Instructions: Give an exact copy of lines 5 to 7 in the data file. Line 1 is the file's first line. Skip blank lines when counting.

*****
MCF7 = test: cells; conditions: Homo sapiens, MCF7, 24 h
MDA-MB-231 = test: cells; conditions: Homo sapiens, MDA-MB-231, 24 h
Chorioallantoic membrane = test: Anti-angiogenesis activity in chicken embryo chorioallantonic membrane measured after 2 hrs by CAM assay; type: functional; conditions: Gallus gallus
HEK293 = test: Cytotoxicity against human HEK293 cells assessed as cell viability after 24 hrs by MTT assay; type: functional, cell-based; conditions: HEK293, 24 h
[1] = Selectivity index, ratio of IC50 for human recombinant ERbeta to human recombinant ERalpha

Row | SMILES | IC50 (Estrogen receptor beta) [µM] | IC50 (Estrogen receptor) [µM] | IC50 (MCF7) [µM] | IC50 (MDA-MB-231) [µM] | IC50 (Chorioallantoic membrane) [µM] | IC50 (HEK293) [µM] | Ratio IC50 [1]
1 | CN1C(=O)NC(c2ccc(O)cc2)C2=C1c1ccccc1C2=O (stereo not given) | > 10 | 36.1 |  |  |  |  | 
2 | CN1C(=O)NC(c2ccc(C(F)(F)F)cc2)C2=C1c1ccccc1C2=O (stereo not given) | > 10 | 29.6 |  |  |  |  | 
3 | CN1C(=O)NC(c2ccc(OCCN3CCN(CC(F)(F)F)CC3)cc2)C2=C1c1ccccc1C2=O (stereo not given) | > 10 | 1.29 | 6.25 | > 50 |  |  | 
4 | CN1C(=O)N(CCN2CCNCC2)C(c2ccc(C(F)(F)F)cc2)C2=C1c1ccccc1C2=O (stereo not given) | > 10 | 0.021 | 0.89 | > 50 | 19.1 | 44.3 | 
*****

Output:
[1] = Selectivity index, ratio of IC50 for human recombinant ERbeta to human recombinant ERalpha

Row | SMILES | IC50 (Estrogen receptor beta) [µM] | IC50 (Estrogen receptor) [µM] | IC50 (MCF7) [µM] | IC50 (MDA-MB-231) [µM] | IC50 (Chorioallantoic membrane) [µM] | IC50 (HEK293) [µM] | Ratio IC50 [1]
1 | CN1C(=O)NC(c2ccc(O)cc2)C2=C1c1ccccc1C2=O (stereo not given) | > 10 | 36.1 |  |  |  |  | 